Synopses & Reviews
A powerful new collection from one of our most beloved, admired, and honored writers.
In stories that are more personal than any that she's written before, Alice Munro pieces her family's history into gloriously imagined fiction. A young boy is taken to Edinburgh's Castle Rock, where his father assures him that on a clear day he can see America, and he catches a glimpse of his father's dream. In stories that follow, as the dream becomes a reality, two sisters-in-law experience very different kinds of passion on the long voyage to the New World; a baby is lost and magically reappears on a journey from an Illinois homestead to the Canadian border.
Other stories take place in more familiar Munro territory, the towns and countryside around Lake Huron, where the past shows through the present like the traces of a glacier on the landscape and strong emotions stir just beneath the surface of ordinary comings and goings. First love flowers under the apple tree, while a stronger emotion presents itself in the barn. A girl hired as summer help, and uneasy about her "place" in the fancy resort world she's come to, is transformed by her employer's perceptive parting gift. A father whose early expectations of success at fox farming have been dashed finds strange comfort in a routine night job at an iron foundry. A clever girl escapes to college and marriage.
Evocative, gripping, sexy, unexpected these stories reflect a depth and richness of experience. The View from Castle Rock is a brilliant achievement from one of the finest writers of our time.
"With this new collection, Munro more than lives up to her reputation as a master of short fiction....All the narratives exhibit Munro's keen eye for realistic details and her ability to illuminate the depths of seemingly mundane lives and relationships. Highly recommended." Library Journal
"Writing style yes, predictably limpid and lovely....But [many of the stories] taste like autobiographical essays....On the other hand, only purists will howl over the issue of authorial intrusion, and the vast number of fiction readers will be completely absorbed." Booklist
"The View from Castle Rock is a sad and beautifully written book." BookPage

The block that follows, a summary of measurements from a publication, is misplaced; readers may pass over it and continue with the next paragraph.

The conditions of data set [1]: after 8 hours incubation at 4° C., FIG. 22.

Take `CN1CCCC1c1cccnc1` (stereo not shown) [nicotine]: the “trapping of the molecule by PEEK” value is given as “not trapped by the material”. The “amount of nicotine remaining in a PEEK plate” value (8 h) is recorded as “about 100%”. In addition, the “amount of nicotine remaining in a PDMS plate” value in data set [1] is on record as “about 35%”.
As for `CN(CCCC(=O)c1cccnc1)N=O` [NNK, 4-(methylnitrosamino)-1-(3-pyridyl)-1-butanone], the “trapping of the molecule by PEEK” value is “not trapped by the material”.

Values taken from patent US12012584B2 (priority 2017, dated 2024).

"It's a fascinating experiment, and a successful one, though its early pages demand some patience of the reader." Chicago Tribune
"The genre doyenne's perfectly modulated tales have always scored a direct wallop to the cerebral cortex....She doesn't broach any new themes, but Munro's prodigious talent is all here. (Grade: B+)" Entertainment Weekly
"The View From Castle Rock...feels deeply misjudged: Munro has scrupulously focused a microscope on her own life and history to the point where she doesn't entirely allow her stories to come alive." Dallas-Ft. Worth Star Telegram
"Castle Rock is an extremely good book, filled with subtle prose and insights into human nature. It is not Munro's best collection....But for the Munro fanatic, anything from our northern Chekhov is good news." USA Today
"A blending and blurring of documented fact with the Munro gifts for dramatizing incident and fleshing character....This is the mortal Munro staking her place in that sturdy bloodline as the one of her generation who writes it down." Katherine Dunn, Portland Oregonian
"Few of the stories in The View From Castle Rock work as fully realized fictions, and the whole fails to cohere despite the presence of an unnamed narrator meant to link them." Floyd Skloot, The San Francisco Chronicle
"These are Alice Munro's most personal stories. We should be grateful, for they give us a privileged portrait of a brilliant artist." Milwaukee Journal Sentinel
"This amalgam of history, fiction, and memoir is unlike any historical fiction or autobiographical fiction that I have ever encountered....The View From Castle Rock is not only every bit as beautiful and substantial a work as Munro's readers might hope for; it is also a work of dizzying originality. In fact, it creates an entirely new category of book into which only it can fall." Deborah Eisenberg, The Atlantic Monthly (read the entire Atlantic Monthly review)
An evocative and compelling compilation of short fiction by the award-winning author of The Love of a Good Woman and other works journeys from the Scotland of the author's own family heritage and a ship en route to the New World, to a family odyssey from Illinois to Canada and in and around Lake Huron. 150,000 first printing.
In stories that are more personal than any that she's written before, Munro pieces her family's history into gloriously imagined fiction. Evocative, gripping, sexy, unexpected these stories reflect a depth and richness of experience.
About the Author
Alice Munro grew up in Wingham, Ontario, and attended the University of Western Ontario. She has published eleven new collections of stories Dance of the Happy Shades; Something I've Been Meaning to Tell You; The Beggar Maid; The Moons of Jupiter; The Progress of Love; Friend of My Youth; Open Secrets; The Love of a Good Woman; Hateship, Friendship, Courtship, Loveship, Marriage; Runaway; and a volume of Selected Stories as well as a novel, Lives of Girls and Women. During her distinguished career she has been the recipient of many awards and prizes, including three of Canada's Governor General's Literary Awards and two of its Giller Prizes, the Rea Award for the Short Story, the Lannan Literary Award, England's W. H. Smith Book Award, the United States' National Book Critics Circle Award, and the Edward MacDowell Medal in literature. Her stories have appeared in The New Yorker, The Atlantic Monthly, The Paris Review, and other publications, and her collections have been translated into thirteen languages.
Table of Contents
PART ONE / No Advantages
The View from Castle Rock
The Wilds of Morris Township
Working for a Living
PART TWO / Home
Lying Under the Apple Tree
What Do You Want to Know For?